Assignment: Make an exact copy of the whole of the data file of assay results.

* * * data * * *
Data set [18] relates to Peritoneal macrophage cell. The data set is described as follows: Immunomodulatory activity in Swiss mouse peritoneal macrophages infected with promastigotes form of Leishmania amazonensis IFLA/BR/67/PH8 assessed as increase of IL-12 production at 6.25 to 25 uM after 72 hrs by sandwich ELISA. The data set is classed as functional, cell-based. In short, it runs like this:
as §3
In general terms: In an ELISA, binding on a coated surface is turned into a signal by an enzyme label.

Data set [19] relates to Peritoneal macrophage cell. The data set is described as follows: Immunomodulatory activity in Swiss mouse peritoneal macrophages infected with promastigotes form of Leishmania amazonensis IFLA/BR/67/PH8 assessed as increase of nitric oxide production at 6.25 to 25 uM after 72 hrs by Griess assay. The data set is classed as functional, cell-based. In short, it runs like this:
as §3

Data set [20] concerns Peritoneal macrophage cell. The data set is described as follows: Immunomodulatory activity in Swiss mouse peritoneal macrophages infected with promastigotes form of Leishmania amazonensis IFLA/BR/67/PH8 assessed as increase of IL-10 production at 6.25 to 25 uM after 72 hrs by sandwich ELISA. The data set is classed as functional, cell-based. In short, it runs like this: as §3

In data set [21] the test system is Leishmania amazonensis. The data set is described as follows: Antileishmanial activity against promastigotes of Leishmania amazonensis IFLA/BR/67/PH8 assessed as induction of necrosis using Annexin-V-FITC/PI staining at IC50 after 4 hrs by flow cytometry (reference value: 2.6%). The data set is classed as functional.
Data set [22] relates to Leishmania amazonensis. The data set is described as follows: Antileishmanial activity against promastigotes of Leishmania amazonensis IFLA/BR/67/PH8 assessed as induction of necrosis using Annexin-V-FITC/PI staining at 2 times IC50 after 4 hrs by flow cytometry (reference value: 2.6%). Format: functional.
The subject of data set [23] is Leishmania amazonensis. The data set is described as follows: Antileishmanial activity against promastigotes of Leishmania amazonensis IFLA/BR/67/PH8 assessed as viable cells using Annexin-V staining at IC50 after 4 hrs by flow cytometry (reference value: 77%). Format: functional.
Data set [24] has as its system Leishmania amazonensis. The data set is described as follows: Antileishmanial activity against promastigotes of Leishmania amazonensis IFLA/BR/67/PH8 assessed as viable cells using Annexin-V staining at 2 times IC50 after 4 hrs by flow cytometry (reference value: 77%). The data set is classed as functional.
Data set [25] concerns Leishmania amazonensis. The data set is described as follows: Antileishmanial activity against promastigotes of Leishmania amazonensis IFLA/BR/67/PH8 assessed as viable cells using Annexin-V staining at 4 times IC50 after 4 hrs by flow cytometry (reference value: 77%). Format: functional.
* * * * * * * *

Data set [18] relates to Peritoneal macrophage cell. The data set is described as follows: Immunomodulatory activity in Swiss mouse peritoneal macrophages infected with promastigotes form of Leishmania amazonensis IFLA/BR/67/PH8 assessed as increase of IL-12 production at 6.25 to 25 uM after 72 hrs by sandwich ELISA. The data set is classed as functional, cell-based. In short, it runs like this:
as §3
In general terms: In an ELISA, binding on a coated surface is turned into a signal by an enzyme label.

Data set [19] relates to Peritoneal macrophage cell. The data set is described as follows: Immunomodulatory activity in Swiss mouse peritoneal macrophages infected with promastigotes form of Leishmania amazonensis IFLA/BR/67/PH8 assessed as increase of nitric oxide production at 6.25 to 25 uM after 72 hrs by Griess assay. The data set is classed as functional, cell-based. In short, it runs like this:
as §3

Data set [20] concerns Peritoneal macrophage cell. The data set is described as follows: Immunomodulatory activity in Swiss mouse peritoneal macrophages infected with promastigotes form of Leishmania amazonensis IFLA/BR/67/PH8 assessed as increase of IL-10 production at 6.25 to 25 uM after 72 hrs by sandwich ELISA. The data set is classed as functional, cell-based. In short, it runs like this: as §3

In data set [21] the test system is Leishmania amazonensis. The data set is described as follows: Antileishmanial activity against promastigotes of Leishmania amazonensis IFLA/BR/67/PH8 assessed as induction of necrosis using Annexin-V-FITC/PI staining at IC50 after 4 hrs by flow cytometry (reference value: 2.6%). The data set is classed as functional.
Data set [22] relates to Leishmania amazonensis. The data set is described as follows: Antileishmanial activity against promastigotes of Leishmania amazonensis IFLA/BR/67/PH8 assessed as induction of necrosis using Annexin-V-FITC/PI staining at 2 times IC50 after 4 hrs by flow cytometry (reference value: 2.6%). Format: functional.
The subject of data set [23] is Leishmania amazonensis. The data set is described as follows: Antileishmanial activity against promastigotes of Leishmania amazonensis IFLA/BR/67/PH8 assessed as viable cells using Annexin-V staining at IC50 after 4 hrs by flow cytometry (reference value: 77%). Format: functional.
Data set [24] has as its system Leishmania amazonensis. The data set is described as follows: Antileishmanial activity against promastigotes of Leishmania amazonensis IFLA/BR/67/PH8 assessed as viable cells using Annexin-V staining at 2 times IC50 after 4 hrs by flow cytometry (reference value: 77%). The data set is classed as functional.
Data set [25] concerns Leishmania amazonensis. The data set is described as follows: Antileishmanial activity against promastigotes of Leishmania amazonensis IFLA/BR/67/PH8 assessed as viable cells using Annexin-V staining at 4 times IC50 after 4 hrs by flow cytometry (reference value: 77%). Format: functional.